Luminescence is the result of a chemical or biochemical reaction. Luminescence detection is simpler optically than fluorescence detection because luminescence does not require a light source for excitation or optics for selecting discrete excitation wavelengths. A typical luminescence optical system consists of a light-tight reading chamber and a PMT detector. Some plate readers offer filter wheel or tunable wavelength monochromator optical systems for selecting specific luminescent wavelengths.
Sample in the well before the chemical or biochemical reaction.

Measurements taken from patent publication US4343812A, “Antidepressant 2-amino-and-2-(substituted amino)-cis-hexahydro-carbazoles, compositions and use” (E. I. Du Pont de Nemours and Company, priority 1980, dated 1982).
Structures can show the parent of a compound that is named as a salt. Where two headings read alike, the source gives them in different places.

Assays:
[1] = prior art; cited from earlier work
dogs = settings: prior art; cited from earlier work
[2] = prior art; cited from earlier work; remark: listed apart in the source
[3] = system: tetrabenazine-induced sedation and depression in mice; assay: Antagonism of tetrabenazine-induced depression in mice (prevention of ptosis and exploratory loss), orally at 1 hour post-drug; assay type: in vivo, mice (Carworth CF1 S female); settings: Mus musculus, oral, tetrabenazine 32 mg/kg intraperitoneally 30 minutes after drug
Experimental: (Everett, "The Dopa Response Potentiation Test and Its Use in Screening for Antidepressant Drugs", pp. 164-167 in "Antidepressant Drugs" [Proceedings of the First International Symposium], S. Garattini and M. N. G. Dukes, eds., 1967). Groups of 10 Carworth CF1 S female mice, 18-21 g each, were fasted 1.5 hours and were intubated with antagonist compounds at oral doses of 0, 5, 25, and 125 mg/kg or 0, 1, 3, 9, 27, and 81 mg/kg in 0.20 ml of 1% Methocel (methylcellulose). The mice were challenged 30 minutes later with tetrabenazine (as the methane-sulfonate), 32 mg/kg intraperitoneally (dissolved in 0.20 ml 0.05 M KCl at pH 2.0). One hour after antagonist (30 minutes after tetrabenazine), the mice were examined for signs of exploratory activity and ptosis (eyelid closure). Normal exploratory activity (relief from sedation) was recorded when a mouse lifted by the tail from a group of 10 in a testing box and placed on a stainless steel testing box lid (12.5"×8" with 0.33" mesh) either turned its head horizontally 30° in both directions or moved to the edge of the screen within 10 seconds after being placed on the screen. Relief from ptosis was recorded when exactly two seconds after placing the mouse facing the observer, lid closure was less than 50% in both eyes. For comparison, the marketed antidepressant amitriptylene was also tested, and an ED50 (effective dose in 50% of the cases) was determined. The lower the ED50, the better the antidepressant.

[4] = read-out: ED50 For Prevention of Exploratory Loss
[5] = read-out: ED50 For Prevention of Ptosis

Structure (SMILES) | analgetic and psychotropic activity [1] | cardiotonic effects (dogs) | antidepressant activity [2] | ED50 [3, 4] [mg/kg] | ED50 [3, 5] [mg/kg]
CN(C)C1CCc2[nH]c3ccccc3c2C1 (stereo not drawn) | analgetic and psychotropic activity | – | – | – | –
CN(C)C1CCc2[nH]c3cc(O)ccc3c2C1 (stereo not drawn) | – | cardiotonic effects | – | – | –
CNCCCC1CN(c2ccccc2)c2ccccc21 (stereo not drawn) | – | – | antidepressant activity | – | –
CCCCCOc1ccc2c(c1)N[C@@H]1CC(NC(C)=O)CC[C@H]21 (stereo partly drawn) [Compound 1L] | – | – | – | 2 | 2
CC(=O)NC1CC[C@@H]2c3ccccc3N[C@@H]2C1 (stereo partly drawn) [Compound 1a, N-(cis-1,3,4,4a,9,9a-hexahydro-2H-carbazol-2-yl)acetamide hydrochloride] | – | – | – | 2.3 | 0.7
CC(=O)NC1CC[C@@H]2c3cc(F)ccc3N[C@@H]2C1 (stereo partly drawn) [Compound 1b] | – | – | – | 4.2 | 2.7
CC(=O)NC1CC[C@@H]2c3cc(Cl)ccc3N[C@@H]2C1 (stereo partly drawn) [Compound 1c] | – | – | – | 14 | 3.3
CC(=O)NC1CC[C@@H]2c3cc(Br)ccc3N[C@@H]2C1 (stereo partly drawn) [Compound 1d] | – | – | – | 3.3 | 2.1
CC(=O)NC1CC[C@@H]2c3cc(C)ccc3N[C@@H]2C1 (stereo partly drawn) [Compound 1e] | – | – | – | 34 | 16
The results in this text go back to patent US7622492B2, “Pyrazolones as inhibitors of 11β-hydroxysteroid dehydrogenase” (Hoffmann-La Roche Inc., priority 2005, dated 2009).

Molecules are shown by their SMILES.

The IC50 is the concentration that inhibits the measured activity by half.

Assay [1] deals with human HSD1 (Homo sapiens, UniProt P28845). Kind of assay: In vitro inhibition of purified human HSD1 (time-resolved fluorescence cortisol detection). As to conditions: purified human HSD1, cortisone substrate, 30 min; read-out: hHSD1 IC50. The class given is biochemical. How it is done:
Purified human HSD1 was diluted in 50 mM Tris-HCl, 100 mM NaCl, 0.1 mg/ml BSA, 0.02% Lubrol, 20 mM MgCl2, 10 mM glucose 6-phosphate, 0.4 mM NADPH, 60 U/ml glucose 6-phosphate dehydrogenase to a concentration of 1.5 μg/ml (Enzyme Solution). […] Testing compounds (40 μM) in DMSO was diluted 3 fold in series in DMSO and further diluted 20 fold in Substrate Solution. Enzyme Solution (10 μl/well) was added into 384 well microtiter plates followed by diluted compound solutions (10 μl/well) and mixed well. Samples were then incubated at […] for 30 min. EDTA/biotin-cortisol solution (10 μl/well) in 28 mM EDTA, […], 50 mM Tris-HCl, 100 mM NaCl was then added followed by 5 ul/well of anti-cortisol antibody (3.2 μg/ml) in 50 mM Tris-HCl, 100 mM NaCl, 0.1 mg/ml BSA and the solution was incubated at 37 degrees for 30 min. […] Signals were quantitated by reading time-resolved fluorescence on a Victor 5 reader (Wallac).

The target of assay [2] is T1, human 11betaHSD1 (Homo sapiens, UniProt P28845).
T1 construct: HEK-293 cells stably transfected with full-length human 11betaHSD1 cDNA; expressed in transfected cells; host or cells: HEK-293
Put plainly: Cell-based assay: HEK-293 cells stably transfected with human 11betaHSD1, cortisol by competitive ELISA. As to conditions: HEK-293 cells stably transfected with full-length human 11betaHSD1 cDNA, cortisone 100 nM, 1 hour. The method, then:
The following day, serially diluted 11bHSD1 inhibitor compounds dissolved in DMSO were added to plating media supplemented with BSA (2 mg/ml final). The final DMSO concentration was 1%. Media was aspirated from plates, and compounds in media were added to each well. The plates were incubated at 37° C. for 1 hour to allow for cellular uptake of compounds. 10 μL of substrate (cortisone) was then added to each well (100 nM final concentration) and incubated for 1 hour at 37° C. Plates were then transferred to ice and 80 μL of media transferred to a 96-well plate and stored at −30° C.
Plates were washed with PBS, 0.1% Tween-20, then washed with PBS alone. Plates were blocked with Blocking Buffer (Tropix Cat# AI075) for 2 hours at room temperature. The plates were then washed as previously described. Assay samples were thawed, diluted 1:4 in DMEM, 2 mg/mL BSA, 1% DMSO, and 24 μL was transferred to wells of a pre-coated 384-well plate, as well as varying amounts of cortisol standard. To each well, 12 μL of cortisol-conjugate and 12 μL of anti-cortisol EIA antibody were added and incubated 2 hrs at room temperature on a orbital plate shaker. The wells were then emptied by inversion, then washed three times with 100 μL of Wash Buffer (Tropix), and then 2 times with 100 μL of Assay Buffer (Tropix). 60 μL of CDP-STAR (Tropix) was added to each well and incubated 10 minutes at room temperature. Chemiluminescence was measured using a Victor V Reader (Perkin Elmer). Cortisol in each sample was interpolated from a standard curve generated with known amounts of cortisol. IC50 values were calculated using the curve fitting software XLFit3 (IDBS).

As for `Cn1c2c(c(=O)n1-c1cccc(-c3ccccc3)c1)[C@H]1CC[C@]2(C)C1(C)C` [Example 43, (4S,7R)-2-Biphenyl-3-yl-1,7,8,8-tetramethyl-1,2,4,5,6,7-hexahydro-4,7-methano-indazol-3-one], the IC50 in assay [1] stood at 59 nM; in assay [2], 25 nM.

Reaction causes the sample to emit light that can be measured by a PMT detector
The ability to select multiple wavelengthsallows for detection of assays that contain multiple luminescent reporters, the development of new luminescence assays, as well as a means to optimize signal to noise. Luminescence reactions can be slow (glow) or fast (flash). Flash reactions typically require a rapid dispense and measure sequence on a well-by-well basis.
Common applications include luciferase -based gene expression assays, as well as cell viability, cytotoxicity, and biorhythm assays based on the luminescent detection of ATP.